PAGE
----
Marine charged in Lakeland massacre to have October court hearing

Polk County

Polk County Sheriff’s Office

LAKELAND, Fla. (WFLA) — Bryan Riley, 33, the Marine accused of murdering four family members in a shooting in Lakeland on Sept. 4 will be in court in October for a hearing over preservation of evidence.

New court filings released from Polk County show that Riley will next appear on Oct. 12 in Bartow for arraignment. Riley faces 18 counts in the Capital Murder case, covering a shooting that left three adults and an infant dead, and another girl injured.

Four of those charges are for first-degree murder for the deaths of Justice Gleason, Theresa Lanham who was in a relationship with Gleason, Lanham’s mother Catherine Delgado, and Gleason’s infant son Jody, who was born in May.

Gleason’s 11-year-old daughter, from a previous relationship, is the only survivor of the shooting.

Riley faces multiple additional charges, including two counts of shooting into a dwelling, one count of arson, one count of attempted first degree murder, seven counts of attempted first degree murder of a law enforcement officer, one count of assault and armed burglary, two counts of assault and armed burglary of a dwelling, and kidnap of a child under 13-years-old.

Riley, a Marine sharpshooter, served in Iraq and Afghanistan on three tours over four years, according to Polk County Sheriff Grady Judd. He served from 2008 to 2010, then was honorably discharged and spent three years in the reserve. According to Riley’s girlfriend, he was suffering from some mental health issues, but had not been violent.

Judd told the public that Riley had no criminal history and was working for a private security company.

Riley’s mental health played a part in the tragedy that unfolded on Sept. 4.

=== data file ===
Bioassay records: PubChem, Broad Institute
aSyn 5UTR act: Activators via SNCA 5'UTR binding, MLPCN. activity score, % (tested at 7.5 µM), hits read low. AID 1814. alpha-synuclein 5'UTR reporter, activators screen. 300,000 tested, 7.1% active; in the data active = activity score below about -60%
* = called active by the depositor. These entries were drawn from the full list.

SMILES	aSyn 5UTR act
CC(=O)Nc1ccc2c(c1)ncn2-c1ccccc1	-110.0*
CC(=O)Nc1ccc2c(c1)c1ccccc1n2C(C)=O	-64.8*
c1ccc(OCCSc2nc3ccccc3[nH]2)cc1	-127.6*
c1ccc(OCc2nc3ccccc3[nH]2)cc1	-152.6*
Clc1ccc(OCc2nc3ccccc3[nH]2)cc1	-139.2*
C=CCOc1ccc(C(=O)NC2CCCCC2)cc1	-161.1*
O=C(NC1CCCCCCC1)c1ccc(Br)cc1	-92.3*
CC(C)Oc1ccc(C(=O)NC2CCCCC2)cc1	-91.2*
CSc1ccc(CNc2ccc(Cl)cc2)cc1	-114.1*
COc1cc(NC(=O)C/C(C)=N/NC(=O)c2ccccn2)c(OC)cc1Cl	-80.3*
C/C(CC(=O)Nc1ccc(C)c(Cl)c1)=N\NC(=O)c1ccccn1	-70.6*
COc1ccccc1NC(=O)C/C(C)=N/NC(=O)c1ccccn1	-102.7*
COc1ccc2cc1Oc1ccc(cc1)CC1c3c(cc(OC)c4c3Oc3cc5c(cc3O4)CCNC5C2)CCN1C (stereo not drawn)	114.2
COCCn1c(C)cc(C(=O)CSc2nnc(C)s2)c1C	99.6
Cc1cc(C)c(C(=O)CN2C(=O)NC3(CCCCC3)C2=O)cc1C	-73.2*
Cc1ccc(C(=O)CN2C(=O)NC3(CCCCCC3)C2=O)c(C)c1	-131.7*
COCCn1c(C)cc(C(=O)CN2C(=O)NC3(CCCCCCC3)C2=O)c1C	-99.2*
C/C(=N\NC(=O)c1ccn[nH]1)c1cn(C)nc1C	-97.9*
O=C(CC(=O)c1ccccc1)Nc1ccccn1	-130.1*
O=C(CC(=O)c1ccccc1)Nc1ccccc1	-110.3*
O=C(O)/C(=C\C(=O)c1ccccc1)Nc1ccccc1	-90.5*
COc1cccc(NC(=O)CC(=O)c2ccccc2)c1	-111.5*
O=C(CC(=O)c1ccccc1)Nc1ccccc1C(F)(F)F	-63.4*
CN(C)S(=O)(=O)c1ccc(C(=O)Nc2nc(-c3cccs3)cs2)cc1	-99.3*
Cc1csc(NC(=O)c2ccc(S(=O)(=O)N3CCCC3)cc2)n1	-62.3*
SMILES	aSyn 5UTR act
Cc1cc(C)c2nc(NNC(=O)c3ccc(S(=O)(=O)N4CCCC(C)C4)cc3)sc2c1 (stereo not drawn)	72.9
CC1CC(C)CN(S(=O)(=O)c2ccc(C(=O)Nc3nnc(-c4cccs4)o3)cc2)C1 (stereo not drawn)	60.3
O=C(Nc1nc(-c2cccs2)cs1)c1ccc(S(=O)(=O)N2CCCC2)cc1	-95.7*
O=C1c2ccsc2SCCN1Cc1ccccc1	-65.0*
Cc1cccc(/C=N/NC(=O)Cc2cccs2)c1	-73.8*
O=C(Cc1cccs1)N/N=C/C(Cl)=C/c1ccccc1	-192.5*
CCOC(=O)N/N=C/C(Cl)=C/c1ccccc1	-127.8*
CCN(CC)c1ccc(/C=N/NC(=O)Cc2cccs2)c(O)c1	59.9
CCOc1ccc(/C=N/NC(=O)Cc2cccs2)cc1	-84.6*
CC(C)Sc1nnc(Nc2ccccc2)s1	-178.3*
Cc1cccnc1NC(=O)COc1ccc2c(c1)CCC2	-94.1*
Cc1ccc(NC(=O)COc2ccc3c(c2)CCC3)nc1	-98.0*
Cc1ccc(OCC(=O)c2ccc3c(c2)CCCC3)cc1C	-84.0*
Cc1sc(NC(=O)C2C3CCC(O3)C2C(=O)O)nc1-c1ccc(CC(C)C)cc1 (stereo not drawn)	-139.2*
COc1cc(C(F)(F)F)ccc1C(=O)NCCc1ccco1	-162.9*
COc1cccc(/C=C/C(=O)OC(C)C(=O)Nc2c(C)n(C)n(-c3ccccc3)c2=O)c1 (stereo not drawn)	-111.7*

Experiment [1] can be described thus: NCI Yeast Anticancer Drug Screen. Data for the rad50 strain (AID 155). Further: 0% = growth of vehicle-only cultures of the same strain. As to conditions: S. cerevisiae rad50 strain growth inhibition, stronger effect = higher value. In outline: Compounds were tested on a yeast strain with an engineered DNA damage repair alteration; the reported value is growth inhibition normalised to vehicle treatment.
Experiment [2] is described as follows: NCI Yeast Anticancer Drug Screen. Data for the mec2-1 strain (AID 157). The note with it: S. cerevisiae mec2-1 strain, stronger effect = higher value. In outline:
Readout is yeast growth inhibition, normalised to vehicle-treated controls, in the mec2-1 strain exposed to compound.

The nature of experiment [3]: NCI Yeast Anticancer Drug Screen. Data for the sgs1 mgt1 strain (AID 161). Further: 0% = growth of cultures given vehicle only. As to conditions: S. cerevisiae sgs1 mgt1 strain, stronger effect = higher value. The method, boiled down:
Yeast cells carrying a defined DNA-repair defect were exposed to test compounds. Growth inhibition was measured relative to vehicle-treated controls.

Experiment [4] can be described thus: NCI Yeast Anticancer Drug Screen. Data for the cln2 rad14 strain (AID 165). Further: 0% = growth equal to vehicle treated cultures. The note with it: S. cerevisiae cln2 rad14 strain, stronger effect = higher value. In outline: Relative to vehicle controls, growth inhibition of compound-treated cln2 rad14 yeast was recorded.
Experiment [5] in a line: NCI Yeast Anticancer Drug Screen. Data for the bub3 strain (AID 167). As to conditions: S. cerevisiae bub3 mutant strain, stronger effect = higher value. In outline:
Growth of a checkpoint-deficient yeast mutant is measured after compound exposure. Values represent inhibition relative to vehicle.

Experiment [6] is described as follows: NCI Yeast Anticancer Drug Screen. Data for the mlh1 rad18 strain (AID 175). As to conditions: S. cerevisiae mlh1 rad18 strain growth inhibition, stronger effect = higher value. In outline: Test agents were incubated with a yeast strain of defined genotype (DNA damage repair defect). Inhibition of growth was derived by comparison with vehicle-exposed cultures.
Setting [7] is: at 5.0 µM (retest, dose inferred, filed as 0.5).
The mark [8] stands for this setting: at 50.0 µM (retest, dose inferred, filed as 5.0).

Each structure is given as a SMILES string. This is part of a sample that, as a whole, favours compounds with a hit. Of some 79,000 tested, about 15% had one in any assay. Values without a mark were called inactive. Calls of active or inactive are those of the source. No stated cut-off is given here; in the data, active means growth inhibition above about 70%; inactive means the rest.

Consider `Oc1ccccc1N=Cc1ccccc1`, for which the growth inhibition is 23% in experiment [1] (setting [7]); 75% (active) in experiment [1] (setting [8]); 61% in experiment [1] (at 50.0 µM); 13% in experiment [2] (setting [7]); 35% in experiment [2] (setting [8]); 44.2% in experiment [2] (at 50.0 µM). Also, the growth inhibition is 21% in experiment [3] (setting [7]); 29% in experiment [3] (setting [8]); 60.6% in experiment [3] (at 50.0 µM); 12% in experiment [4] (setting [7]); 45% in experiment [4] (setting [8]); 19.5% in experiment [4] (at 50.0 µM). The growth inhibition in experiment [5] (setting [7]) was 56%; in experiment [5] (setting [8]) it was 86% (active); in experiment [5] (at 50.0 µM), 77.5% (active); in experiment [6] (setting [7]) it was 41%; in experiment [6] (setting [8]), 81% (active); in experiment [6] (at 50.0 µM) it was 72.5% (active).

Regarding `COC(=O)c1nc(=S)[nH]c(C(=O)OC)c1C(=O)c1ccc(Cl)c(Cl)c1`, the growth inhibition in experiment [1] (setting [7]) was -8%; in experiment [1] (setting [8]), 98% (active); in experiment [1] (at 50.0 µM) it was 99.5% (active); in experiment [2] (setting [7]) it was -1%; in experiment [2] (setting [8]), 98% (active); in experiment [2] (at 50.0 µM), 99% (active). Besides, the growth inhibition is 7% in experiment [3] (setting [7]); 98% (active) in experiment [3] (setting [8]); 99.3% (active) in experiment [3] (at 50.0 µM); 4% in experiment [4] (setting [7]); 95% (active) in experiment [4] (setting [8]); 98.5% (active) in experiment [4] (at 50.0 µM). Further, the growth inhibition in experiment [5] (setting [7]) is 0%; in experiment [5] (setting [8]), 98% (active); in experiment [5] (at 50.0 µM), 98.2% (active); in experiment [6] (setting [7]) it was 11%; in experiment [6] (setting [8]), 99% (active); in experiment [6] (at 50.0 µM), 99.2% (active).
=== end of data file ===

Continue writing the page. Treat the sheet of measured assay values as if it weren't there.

Claiming that God had given him a vision and told him to save Gleason’s daughter “Amber” by stopping her from committing suicide, Riley went to Gleason’s home the night before the murders.

There was no Amber at the Gleason home, or among the family members.

Despite being told to leave, Riley “was insistent” and wouldn’t go, at first. When Riley returned to the residence nine hours later, he brought violence with him.

Riley is accused of murdering the three adults living at the home, an infant, and the family dog, as well as shooting the 11-year-old girl. She told the sheriff that she played dead to survive.

In court, a hearing was rescheduled seeking to have the state and defense discuss the preservation of evidence. The original date was set for Sept. 10, filed by the defense.

The motion for preservation of evidence filed by Riley’s attorney seeks to “protect and preserve” any and all evidence that could negate Riley’s guilt, including:

  • Recordings of conversations between Riley and law enforcement officers or others that could have an effect on the case
  • Samples and specimens collected from Riley including blood samples and material for medical tests
  • Samples for alcohol, medications or controlled and uncontrolled substances which could be used
  • All of the case’s physical evidence, reports, written logs, any documentation or correspondence
  • All recorded communications involving law enforcement agents in the case
  • Materials of any tests performed on Riley or other persons from the case.

Following the hearing on preservation of evidence, Riley will be entitled, if duly prosecuted, to those materials.

Now, the hearing has been moved to Oct. 12. Riley will be allowed to appear virtually in court.

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